What is the implementation of reputation points formatting used on Stack Overflow?

Like, 10000 reputation points is displayed as 10k.

And 1000 is displayed as 1,000.

And sometimes, it is rounded and then a k is added.

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@Pang: Surprising that it hasn't yet gotten an answer. Perhaps more so that it was only asked as recently as this year. –  BoltClock Apr 18 at 9:19
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Also related: What reputation is needed to get the k? –  Martijn Pieters Apr 18 at 10:14
    
I think it depends where are you looking, as in the chat you see users with 2.2k reputation, for instance: chat.stackoverflow.com/users/2312574/mikedidthis –  nKn Apr 19 at 20:58
    
I think the core problem is that it is not consistent hence nobody can really come with one definitive answer. –  Shadow Wizard Apr 19 at 21:26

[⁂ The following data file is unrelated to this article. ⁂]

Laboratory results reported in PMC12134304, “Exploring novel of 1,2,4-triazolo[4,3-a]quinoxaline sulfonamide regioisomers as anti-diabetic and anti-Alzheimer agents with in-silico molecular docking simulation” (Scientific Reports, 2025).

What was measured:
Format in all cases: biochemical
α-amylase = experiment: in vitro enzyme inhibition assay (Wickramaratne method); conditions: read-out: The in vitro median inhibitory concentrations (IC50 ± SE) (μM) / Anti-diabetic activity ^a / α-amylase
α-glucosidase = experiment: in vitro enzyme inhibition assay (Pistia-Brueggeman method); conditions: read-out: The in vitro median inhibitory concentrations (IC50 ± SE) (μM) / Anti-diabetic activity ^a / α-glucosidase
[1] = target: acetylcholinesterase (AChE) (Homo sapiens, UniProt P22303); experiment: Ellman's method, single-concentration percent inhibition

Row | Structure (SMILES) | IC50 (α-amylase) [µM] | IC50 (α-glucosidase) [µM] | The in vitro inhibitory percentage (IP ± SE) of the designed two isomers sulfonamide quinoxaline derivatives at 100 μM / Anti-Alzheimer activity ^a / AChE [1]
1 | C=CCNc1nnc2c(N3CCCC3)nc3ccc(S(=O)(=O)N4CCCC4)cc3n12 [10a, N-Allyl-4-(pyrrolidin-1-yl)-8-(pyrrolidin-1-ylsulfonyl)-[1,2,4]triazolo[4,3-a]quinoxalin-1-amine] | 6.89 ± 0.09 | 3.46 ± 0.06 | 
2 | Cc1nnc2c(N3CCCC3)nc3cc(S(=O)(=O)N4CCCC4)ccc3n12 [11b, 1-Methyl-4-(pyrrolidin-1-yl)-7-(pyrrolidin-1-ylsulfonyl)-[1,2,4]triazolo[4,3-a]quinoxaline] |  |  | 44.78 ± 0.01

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but computers can't be inconsistent, so there must be at least one person who can tell how it's programmed –  Wouter J Apr 19 at 21:32

1 Answer 1

up vote 1 down vote accepted

Finally, after no one came up on this, I've found a way which replicates SO exactly.

Here is the code which I used and will use in my website ;)

public static string ReadableReps(int reps)
{
   if (reps < 10000)
   {
       return reps.ToString("N0"); // or just N for culture specific
   }
   return Math.Round(reps / 1000.0, 1) + "k";
}

The above is

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Pro Tip: the else is redundant. –  Zaffy May 4 at 11:13
    
@Zaffy, why? It isn't redundant. –  Amit Joki May 4 at 11:17
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Well, the execution would be the same even without the else. Because return terminates the current function thats being executed. –  Zaffy May 4 at 11:21
    
Also see this stackoverflow.com/q/19990446/823738 –  Zaffy May 4 at 11:23
    
Just empirically from looking at the numbers in a few posts, I believe there is no decimal for users with at least 100k. So it's the full number for rep < 10k, one decimal for 10k <= rep < 100k, no decimal for rep >= 100k. –  Reto Koradi Jul 4 at 0:27
    
@Zaffy updated... –  Amit Joki Jul 4 at 2:22

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